So you’re dealing with a conflict and you’re feeling some tension with someone you work with or someone you serve with at church.
Join the club.
But rather than let it linger, address it. The stakes are simply too high.
I’m increasingly convinced many churches simply don’t grow because they suffer from conflict and that many teams never thrive because there’s simply too much tension.
What do you do?
Well, first realize you’re not alone. In the United States, 70% of the people who go to work today will tell you they don’t like their jobs.
So many people I know get frustrated at work. And one of the top frustrations?
The people they work with.
Conflict happens wherever people gather: in families, in churches, at work and in communities at large.
I think Christians often struggle with conflict because:
In the name of grace, we feel we need to sacrifice truth.
When we speak truth, we often don’t know how to speak it with grace.
We worry about hurting other people’s feelings when one of the best things we can do is offer honest feedback.
We’re not sure how to support someone we genuinely disagree with.
None of that needs to be.
I have learned, through trial and error, that these 7 strategies below can help me deal with conflict.
I hope they can help you.
Here are 7 ways that I hope can help you resolve conflict:
1. Own your part of the conflict
Conflict and even bad chemistry is almost never 100% one person’s fault.
Thinking you’re not part of the problem is often the problem.
One of the best expressions I’ve heard of how to figure out the extent to which you might be part of the problem is to ask a compelling question: What’s it like to be on the other side of me?
Own what you can. What is it like to be on the other side of you? Ask some people.
2. Go direct
Often issues are mishandled because we talk about someone rather than to someone.
Your co-worker at the water cooler isn’t the problem, so why talk to him about it?
Jesus was crystal clear on how to handle conflict, but very few Christians follow his practice. In the name of being ‘nice’ (“I can’t tell her that!”), we become ineffective.
Talk to the person you have the problem with. Directly. If you haven’t got the courage to do it, maybe the problem isn’t even big enough to worry about.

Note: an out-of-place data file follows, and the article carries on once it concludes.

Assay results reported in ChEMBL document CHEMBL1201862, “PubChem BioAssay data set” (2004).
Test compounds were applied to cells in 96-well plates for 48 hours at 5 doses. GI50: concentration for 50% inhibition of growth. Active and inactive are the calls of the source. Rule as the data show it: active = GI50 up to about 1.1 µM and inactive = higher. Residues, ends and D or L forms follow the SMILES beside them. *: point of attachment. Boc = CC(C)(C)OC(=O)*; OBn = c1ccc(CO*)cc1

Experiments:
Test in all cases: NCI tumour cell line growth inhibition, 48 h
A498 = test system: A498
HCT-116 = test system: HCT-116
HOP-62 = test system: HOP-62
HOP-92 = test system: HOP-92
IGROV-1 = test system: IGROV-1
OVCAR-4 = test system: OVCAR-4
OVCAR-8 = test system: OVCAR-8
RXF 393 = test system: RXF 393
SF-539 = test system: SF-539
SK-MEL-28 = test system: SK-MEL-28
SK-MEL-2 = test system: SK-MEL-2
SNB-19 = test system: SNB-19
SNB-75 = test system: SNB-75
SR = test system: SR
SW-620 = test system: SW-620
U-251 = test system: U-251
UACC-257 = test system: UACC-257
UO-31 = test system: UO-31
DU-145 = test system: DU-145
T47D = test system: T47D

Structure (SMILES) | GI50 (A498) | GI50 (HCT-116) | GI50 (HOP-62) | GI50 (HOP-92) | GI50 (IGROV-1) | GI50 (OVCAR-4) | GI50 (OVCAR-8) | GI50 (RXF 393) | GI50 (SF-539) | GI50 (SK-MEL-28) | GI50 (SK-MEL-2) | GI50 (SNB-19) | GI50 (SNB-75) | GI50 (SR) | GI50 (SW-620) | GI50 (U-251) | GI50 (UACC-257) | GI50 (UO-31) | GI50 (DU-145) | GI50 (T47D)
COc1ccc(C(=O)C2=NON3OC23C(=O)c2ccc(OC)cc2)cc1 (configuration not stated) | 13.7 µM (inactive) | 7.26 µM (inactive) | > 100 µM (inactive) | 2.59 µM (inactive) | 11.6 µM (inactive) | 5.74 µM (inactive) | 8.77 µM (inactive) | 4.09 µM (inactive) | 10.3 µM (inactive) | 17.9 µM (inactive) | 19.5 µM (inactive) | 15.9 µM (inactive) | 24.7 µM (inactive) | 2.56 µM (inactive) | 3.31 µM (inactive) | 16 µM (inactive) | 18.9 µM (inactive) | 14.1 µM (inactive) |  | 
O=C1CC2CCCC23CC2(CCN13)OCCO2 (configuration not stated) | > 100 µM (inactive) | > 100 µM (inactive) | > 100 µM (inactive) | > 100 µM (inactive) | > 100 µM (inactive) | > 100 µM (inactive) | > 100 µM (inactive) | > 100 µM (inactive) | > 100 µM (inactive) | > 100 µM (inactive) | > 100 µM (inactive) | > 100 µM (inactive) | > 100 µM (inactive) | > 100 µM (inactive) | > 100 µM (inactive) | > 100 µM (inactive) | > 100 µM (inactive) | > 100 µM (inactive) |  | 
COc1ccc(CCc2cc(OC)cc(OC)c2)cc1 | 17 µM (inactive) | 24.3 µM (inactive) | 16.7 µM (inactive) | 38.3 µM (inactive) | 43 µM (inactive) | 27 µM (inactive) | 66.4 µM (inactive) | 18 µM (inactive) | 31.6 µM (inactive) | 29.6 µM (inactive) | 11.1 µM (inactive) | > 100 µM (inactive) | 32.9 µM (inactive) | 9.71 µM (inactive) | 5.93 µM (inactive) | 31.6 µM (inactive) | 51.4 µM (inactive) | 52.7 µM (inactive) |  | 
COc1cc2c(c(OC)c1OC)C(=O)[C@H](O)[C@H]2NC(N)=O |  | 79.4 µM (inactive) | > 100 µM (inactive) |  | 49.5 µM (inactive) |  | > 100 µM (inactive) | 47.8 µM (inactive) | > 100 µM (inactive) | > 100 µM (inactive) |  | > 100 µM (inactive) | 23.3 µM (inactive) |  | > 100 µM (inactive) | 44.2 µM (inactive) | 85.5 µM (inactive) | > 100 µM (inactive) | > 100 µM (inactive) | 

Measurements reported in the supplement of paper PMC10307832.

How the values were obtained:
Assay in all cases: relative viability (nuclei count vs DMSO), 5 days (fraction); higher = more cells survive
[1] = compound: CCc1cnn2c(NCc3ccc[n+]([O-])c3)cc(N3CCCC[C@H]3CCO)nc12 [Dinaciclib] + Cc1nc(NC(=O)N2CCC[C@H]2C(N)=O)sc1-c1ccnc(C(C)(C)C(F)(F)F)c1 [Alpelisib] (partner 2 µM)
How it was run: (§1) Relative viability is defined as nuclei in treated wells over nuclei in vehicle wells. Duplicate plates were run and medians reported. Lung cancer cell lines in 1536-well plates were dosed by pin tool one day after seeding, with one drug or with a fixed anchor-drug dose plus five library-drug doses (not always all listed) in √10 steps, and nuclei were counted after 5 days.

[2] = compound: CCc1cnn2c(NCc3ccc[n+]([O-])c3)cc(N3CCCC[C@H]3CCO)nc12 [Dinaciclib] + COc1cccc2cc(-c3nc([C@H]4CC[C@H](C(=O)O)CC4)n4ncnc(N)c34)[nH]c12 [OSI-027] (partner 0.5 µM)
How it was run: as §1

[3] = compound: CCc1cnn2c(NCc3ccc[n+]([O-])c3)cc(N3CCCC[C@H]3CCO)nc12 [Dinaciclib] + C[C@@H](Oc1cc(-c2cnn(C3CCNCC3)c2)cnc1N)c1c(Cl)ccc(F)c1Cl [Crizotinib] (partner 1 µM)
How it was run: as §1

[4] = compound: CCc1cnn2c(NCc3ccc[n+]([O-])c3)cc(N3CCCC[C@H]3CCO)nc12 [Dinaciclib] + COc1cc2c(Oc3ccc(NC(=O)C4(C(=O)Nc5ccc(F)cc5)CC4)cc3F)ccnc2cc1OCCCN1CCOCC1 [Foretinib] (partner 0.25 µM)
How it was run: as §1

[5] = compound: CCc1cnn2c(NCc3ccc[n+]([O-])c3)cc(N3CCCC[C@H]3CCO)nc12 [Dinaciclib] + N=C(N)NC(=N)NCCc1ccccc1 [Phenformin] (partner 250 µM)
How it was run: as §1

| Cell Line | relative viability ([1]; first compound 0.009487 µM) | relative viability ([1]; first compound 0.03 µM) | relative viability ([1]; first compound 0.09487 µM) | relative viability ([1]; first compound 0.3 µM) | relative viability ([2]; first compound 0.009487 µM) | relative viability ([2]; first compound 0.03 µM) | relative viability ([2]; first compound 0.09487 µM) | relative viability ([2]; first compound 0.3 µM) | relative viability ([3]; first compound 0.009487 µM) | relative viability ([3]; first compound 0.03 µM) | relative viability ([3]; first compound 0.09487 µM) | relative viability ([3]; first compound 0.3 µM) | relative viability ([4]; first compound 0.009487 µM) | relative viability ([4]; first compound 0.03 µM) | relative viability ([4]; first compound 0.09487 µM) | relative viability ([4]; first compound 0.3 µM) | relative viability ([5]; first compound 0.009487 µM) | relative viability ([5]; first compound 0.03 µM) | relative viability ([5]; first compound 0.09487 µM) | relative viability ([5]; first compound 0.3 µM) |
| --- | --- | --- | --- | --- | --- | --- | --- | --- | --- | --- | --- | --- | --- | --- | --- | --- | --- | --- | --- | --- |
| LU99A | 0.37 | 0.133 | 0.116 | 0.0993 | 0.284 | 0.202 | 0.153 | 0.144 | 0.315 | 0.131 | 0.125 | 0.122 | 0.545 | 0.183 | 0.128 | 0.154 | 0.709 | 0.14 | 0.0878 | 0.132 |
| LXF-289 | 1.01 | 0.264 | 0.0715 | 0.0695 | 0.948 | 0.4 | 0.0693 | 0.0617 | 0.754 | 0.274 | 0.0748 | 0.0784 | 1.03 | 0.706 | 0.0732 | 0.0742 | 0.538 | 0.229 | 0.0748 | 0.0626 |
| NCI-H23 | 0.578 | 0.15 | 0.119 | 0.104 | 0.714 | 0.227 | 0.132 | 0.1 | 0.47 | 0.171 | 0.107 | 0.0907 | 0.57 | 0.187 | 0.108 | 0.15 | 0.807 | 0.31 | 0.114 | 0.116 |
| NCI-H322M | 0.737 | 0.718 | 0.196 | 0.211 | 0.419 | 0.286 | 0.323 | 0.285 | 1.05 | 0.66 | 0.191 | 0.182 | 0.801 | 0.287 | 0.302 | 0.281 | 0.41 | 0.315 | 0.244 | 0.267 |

3. Believe the best about others
It’s easy to assign bad motives to people. Instead, give them the benefit of the doubt. They might not realize how they are coming across. Believe the best about others; don’t assume the worst.
Believing the best can help you address an issue directly without ruining the relationship. It can turn hurtful into helpful. Here’s an example: “Rachel, you might not realize this, but sometimes your emails can come across as demanding or even demeaning. I’m not sure you’re aware of that, but I just wanted to let you know how they leave me feeling sometimes. I know you probably don’t mean to do that.”
That gives the person an out, and frankly, many times, they probably had no idea they were coming across negatively.
When you believe the best about others, you tend to get the best from others.
4. Explain—don’t blame
How to talk to the person you’re struggling with is where many people struggle.
And those conversations often go sideways because people begin with blame. Don’t blame. Explain. Instead of saying “You always” or “You never” (which might be how you feel like starting), begin by talking about how you experience them.
If you’re dealing with an ‘angry person’ for example, you might frame it this way: “Jake, I just want you to know that when you get upset in a meeting, it makes me feel like the discussion is over and I can’t make a contribution.”
If you’re dealing with gossip, try something like: “Ryan, on Tuesday when you told me what happened to Greg on the weekend, I felt like that was something Greg should have told me directly.”
Do you hear the difference between explaining and blaming?
Blaming others is a guarantee that the only person who won’t grow is you.
5. Be specific
Giving one or two specific incidents is much better than making general accusations or commenting on personality traits. “The other day in the meeting” or “In your email on the August numbers yesterday” is much more helpful than “You just always seem so frustrated.”
The more specific you are, the more you de-escalate conflict and move toward a hopeful ending.
6. Tell them you want things to get better
What the person you’re confronting needs is hope.
At this point, they probably feel defensive, ashamed and (hopefully) sorry.
Let them know the gifts they bring to the table and the good they do.
Tell them you are looking forward to the future and want things to work out.
7. Pray for them
I know this sounds trite, but it’s not.
Don’t pray about them. Pray for them.
It is almost impossible to stay angry with someone you pray for.
It can also give you empathy for them, and at least in your minds eye, it places you both firmly at the foot of the cross in need of forgiveness. It will take any smirk of superiority out of your attitude, which goes a long way toward solving problems.
What Do You Think?
Do these seven steps always result in a positive outcome? No. But I believe they will resolve the majority of cases in front of you in a very healthy way. At least they have for me. (This approach, by the way, is also effective at home and in most relationships in life.)
I don’t get all 7 approaches right every time, but when I practice them, I find that conflict almost always resolves better.
What would you add to the list? What’s worked for you?
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